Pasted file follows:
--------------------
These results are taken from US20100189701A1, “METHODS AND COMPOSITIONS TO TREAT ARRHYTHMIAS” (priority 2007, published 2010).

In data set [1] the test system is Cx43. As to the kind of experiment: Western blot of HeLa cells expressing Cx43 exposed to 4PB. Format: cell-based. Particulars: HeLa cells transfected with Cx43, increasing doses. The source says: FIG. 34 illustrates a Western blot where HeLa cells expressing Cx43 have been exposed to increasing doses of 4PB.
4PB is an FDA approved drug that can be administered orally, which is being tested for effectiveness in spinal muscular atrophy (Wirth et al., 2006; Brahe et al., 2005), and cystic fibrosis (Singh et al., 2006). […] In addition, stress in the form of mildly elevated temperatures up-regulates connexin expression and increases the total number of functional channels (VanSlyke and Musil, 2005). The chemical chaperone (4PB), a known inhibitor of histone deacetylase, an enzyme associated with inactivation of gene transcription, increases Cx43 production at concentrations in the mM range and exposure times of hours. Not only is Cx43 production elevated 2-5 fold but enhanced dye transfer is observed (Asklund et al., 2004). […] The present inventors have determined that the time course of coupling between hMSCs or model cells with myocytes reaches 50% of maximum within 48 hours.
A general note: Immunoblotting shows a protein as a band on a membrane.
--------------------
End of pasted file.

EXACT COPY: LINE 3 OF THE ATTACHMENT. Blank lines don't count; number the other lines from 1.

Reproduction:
4PB is an FDA approved drug that can be administered orally, which is being tested for effectiveness in spinal muscular atrophy (Wirth et al., 2006; Brahe et al., 2005), and cystic fibrosis (Singh et al., 2006). […] In addition, stress in the form of mildly elevated temperatures up-regulates connexin expression and increases the total number of functional channels (VanSlyke and Musil, 2005). The chemical chaperone (4PB), a known inhibitor of histone deacetylase, an enzyme associated with inactivation of gene transcription, increases Cx43 production at concentrations in the mM range and exposure times of hours. Not only is Cx43 production elevated 2-5 fold but enhanced dye transfer is observed (Asklund et al., 2004). […] The present inventors have determined that the time course of coupling between hMSCs or model cells with myocytes reaches 50% of maximum within 48 hours.